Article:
Letter in Support of Title VI of H.R. 2622
July 22, 2003
Dear Member of the House Financial Services Committee:
Re: Oppose Any Amendment to Title VI of H.R. 2622
On behalf of a diverse coalition of business organizations, human resource professionals, private investigators, security directors and the securities industry nationwide, we write in support of Title VI of H.R. 2622, the Fair and Accurate Credit Transactions Act of 2003. Title VI is legislative language taken from H.R. 1543, the Civil Rights and Employee Investigation Clarification Act introduced by Rep. Sessions (R-TX) and Rep. Jackson-Lee (D-TX), this title will give employers the certainty they need to conduct workplace misconduct investigations through the use of impartial outside third parties, it maintains broad bi-partisan support. It is our understanding that during mark-up of H.R. 2622 on Wednesday, July 23, there will be an attempt to amend Title VI. This coalition urges that you reject any such amendment.
Title VI addresses obstacles to workplace investigations created by a 1999 opinion letter (the Vail letter) issued by the Federal Trade Commission (FTC). The Vail letter states that if an employer uses outside organizations, such as private investigators, consultants, or law firms, to investigate employee misconduct, and the outside organization regularly performs such investigations, then the investigation is deemed a "consumer report" under FCRA and both the employer and the outside investigator must comply with that Act's notice and disclosure requirements.
The Vail letter has effectively chilled employers' ability to utilize expert "outside organizations" to conduct fair, impartial and confidential workplace investigations. Despite the Vail letter, numerous courts and administrative agencies strongly support an employer's use of experienced outside organizations to investigate suspected workplace misconduct, such as threats and other acts leading to workplace violence, securities violations, sexual harassment, racial harassment and theft.
Title VI addresses two major hurdles that the FCRA imposes on workplace misconduct investigations. It amends the FCRA to exclude from the definition of a "consumer report" an investigation concerning: (1) suspected misconduct relating to employment, or (2) compliance with the law, the rules of a self-regulatory organization, or any pre-existing written policies of the employer. If an employer determines that adverse action is necessary based on information obtained through such an investigation, it would be required to provide the employee with a summary of the nature and substance of the investigation, excluding the specific sources of the information, in order for the exemption to apply. The effect of Title VI is that an employer would not need to get consent from an employee before conducting an investigation or disclose the specific details (e.g., the identity of witnesses) of the investigation.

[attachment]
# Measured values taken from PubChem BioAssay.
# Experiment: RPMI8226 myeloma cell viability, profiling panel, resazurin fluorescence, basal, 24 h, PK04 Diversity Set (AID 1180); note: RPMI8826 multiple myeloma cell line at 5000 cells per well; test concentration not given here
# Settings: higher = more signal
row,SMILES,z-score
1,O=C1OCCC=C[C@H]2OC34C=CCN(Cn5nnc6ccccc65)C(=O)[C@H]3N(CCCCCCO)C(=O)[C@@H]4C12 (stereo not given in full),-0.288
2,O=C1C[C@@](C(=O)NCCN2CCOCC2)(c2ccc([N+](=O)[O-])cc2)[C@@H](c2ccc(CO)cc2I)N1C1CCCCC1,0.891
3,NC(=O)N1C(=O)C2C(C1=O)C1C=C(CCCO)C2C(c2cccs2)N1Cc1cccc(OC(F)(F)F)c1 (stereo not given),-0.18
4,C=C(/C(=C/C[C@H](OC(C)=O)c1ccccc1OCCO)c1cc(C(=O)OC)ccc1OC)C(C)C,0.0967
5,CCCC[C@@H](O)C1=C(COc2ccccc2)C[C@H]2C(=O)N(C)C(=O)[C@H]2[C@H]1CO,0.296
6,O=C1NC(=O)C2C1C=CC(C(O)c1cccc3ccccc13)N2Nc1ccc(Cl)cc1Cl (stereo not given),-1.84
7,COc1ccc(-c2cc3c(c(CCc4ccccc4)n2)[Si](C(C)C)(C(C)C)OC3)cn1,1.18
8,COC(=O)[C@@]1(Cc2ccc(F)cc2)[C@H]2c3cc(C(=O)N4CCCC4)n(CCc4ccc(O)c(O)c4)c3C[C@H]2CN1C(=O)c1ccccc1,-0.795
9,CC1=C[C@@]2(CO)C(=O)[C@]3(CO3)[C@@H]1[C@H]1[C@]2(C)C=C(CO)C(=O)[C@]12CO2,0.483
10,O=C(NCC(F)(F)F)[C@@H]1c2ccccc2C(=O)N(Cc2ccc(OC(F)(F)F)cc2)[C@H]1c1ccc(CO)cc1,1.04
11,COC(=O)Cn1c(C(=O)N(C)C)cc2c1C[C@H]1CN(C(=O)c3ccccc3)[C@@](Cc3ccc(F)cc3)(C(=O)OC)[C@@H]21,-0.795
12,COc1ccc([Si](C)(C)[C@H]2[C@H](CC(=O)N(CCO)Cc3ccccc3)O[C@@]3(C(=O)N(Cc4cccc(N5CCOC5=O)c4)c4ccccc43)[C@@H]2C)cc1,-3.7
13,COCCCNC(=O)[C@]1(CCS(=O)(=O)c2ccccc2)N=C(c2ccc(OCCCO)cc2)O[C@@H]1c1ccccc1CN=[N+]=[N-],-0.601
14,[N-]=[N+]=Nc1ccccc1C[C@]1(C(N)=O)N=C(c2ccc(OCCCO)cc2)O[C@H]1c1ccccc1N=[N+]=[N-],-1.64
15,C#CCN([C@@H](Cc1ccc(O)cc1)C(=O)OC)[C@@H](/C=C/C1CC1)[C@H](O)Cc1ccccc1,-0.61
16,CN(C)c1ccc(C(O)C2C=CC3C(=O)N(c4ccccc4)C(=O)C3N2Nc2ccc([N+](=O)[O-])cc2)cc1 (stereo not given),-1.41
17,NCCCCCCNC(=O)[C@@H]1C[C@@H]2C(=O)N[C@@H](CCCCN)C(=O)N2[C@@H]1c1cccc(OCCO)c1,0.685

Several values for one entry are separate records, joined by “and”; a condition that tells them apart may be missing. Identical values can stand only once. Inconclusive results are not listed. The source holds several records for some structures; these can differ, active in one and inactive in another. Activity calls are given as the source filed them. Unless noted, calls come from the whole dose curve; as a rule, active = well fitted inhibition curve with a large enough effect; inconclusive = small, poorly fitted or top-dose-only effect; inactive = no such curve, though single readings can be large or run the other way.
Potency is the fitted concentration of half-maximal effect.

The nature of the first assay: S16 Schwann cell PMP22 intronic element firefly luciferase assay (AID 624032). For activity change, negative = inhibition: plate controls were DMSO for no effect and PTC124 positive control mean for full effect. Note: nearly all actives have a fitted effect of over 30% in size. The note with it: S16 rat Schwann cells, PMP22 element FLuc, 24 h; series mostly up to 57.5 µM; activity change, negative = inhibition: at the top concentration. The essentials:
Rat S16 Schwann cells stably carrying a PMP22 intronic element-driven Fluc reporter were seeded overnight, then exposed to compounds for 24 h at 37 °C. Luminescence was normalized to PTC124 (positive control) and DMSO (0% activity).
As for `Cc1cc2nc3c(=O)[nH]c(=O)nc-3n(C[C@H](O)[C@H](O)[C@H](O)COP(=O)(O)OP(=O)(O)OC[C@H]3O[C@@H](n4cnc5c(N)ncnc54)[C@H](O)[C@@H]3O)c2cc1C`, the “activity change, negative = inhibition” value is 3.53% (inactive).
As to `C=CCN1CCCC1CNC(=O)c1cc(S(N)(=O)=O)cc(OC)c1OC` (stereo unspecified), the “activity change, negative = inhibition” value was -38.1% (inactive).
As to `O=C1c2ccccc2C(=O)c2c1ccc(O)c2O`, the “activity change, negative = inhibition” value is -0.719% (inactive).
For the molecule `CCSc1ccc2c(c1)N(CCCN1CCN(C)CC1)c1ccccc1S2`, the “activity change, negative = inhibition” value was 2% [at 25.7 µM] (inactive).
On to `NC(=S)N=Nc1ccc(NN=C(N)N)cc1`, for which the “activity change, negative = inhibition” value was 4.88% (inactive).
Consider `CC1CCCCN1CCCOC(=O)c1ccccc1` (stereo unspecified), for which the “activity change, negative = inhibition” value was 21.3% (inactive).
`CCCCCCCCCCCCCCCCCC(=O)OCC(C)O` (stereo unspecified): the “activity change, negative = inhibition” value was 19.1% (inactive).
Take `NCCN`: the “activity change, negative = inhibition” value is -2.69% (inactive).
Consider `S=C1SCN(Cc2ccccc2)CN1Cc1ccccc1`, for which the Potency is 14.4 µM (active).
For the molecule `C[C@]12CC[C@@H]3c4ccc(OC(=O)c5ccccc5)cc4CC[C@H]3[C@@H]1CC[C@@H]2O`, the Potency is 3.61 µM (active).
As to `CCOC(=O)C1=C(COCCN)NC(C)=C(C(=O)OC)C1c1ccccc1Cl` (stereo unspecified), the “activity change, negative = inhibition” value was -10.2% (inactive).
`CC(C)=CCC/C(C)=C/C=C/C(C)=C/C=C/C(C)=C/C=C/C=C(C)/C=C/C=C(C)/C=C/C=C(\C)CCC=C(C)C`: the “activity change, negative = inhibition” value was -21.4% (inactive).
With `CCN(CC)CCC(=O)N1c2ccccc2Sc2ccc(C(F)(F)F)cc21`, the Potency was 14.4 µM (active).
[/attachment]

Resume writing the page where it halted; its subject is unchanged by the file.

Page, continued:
Employers have a duty to apply consistent and fair workplace policies in order to protect employees, customers, and property, and rid the workplace of misconduct, illegal or otherwise. Creating a working environment that is safe and free from violations of workplace policies and/or state and federal law is of paramount importance to the success of an organization. Any amendment would hinder, rather than help employers achieve these objectives, and legislation that prevents employers from achieving this objective on behalf of its employees should be opposed.
Again, we urge your opposition to any effort to replace Title VI of H.R. 2622 with substitute language. If you have further questions please contact Josh Ulman at (202) 463-5507 or Sarah F. Pierce at (703) 535-6030.
HR Policy Association
International Mass Retail Association (IMRA)
National Council of Chain Restaurants (NCCR)
National Council of Investigations and Security Services
National Retail Federation (NRF)
Printing Industries of America
Securities Industry Association (SIA)
Society for Human Resource Management (SHRM)
U.S. Chamber of Commerce